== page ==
The second paper of this series by VanNess, Snell and Stevens explains the two-day exercise test and presents results for six patients with ME/CFS(2).

As clinicians have observed, the symptom of “post-exertional malaise” is one of the most distinguishing features of CFS. This symptom is listed as one of the eight in the criteria of the Centers for Disease Control(3), and is central to the diagnosis in the recent Canadian Case Definition(4) and the proposed pediatric case definition(5). It is beginning to look like the symptom of post-exertional malaise is at the root of disability, and may be central to the pathophysiology of this complex illness spectrum.

A person with ME/CFS may be at home for several days doing little except basic activities of daily living. When this patient decides to go shopping, he or she will drive to the mall and shop for one or two hours. During this time, observers would say that the person looks entirely well, not appearing disabled. However, following this activity the patient will experience an exacerbation of pain and other symptoms of ME/CFS. This exacerbation may last one, two or three days, and, in my opinion, the more severe the illness, the longer and more severe the exacerbation.

This phenomenon is known as post-exertional malaise. The symptoms of the illness (malaise) are exacerbated by mental, physical or emotional activities (post-exertional). In an employment environment, the patient may be able to do a job well for one or even several days. However, disability lies in the inability to sustain this normal level of activity. The two-day exercise test is the first to begin to explain this phenomenon.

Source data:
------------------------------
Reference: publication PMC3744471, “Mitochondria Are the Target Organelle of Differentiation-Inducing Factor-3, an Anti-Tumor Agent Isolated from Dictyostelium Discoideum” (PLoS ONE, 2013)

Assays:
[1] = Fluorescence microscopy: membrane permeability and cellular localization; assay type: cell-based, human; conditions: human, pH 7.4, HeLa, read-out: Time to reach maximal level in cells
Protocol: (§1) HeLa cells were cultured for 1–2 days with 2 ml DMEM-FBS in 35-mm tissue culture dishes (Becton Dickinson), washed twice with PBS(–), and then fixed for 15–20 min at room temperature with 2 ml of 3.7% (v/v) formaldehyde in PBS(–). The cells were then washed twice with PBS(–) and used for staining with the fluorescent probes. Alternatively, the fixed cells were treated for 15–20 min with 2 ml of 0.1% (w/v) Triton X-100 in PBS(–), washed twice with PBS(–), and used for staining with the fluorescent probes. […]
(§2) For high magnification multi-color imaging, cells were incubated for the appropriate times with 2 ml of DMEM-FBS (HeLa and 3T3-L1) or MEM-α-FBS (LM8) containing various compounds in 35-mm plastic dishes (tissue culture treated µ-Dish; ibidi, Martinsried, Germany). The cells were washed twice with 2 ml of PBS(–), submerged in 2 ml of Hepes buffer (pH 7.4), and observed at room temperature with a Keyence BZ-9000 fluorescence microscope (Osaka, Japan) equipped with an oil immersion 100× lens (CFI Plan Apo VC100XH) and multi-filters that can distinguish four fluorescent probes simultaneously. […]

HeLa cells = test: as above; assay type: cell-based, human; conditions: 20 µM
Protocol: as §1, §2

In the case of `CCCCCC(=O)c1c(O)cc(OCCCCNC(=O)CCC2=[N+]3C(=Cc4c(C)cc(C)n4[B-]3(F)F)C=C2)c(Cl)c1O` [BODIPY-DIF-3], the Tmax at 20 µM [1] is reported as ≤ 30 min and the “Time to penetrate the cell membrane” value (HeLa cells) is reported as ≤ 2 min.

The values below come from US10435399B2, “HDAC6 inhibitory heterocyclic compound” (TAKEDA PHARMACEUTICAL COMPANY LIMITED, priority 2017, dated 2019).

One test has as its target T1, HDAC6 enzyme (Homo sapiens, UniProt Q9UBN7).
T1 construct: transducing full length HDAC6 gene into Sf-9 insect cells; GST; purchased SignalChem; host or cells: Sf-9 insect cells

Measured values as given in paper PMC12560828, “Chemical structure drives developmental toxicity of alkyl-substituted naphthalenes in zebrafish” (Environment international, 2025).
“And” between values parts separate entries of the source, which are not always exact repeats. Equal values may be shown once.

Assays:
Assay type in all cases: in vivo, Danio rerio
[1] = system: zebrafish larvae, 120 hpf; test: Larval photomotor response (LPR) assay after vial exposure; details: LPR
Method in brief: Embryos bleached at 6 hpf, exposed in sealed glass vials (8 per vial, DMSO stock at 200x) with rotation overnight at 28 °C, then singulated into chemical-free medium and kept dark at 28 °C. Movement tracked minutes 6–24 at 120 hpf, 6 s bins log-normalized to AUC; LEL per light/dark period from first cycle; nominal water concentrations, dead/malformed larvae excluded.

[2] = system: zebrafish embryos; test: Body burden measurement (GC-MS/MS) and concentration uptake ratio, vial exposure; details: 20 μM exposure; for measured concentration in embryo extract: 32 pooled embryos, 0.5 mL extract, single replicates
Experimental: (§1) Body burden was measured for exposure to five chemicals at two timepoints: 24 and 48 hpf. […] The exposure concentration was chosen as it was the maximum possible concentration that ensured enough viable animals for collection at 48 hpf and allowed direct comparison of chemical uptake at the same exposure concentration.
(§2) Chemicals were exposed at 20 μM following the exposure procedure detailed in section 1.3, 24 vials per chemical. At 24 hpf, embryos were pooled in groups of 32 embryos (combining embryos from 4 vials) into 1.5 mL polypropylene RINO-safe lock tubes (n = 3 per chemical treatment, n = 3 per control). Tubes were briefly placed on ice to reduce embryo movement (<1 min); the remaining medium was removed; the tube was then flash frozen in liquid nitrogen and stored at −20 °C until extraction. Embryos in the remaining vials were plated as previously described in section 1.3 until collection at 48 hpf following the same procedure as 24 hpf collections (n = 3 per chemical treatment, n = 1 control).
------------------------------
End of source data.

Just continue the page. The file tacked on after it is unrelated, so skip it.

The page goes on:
The exercise test is no different from what has been used for years. The patient exercises on a stationary bicycle (bicycle ergometry) and breathes through plastic tubing to measure the concentration of oxygen and carbon dioxide as well as the total amount of air. The six female patients and six sedentary matched control subjects of the study were all able to achieve maximal exertion. The ME/CFS patients had a slightly lower V02max (maximal oxygen utilization) than controls (28.4 ml/kg/min vs. 26.2 ml/kg/min) and lower VO2 at anaerobic threshold (15.01 ml/kg/min vs. 17.55 mg/kg/min) on the first day of exercise testing.

These values are not dramatic, nor are they statistically significant.

It is on the second day that interesting results are seen. The same test was repeated the following day for all 12 subjects. As is often the case, sedentary controls improved slightly in their ability to utilize oxygen, going from 28.4 to 28.9 ml/kg/min for VO2max and from 17.55 to 18.00 ml/kg/min for oxygen utilization at anaerobic threshold. The CFS patients however worsened in both categories: VO2max fell 22% from 26.23 to 20.47 ml/kg/min, and oxygen utilization at anaerobic threshold fell 27%, from 15.01 to 11.01 ml/kg/min.

To put this into perspective, these values are in the “severe disability” range on the AMA guidelines, and the decline in function from day one to day two cannot be explained by inactivity.

Sedentary or de-conditioned persons do not change their oxygen utilization because of an exercise test. Even patients with heart disease, cystic fibrosis or other diseases do not vary more than 7% from one day to the next. However, the patients with ME/CFS in this study had a significant drop; something occurred because of the test on the first day that interfered with their ability to utilize oxygen on the next day. And this is exactly what patients with ME/CFS have been describing with the symptom of post-exertional malaise.

As the authors state, “The fall in oxygen consumption among the CFS patients on the second test appears to suggest metabolic dysfunction rather than a sedentary lifestyle as the cause of diminished exercise capacity in CFS.”


The results of the two-day exercise testing are objective and not dependent upon subjective symptoms. Moreover, hypochondriasis, intentional falsification, and/or poor effort can be detected by the physiologic parameters. Therefore:

The two-day exercise test, if confirmed in a larger trial, could become a clinical trial end point.

More importantly, evaluations could be designed which would demonstrate the specific metabolic abnormality generated by the exercise of day one and demonstrated on the second day exercise test.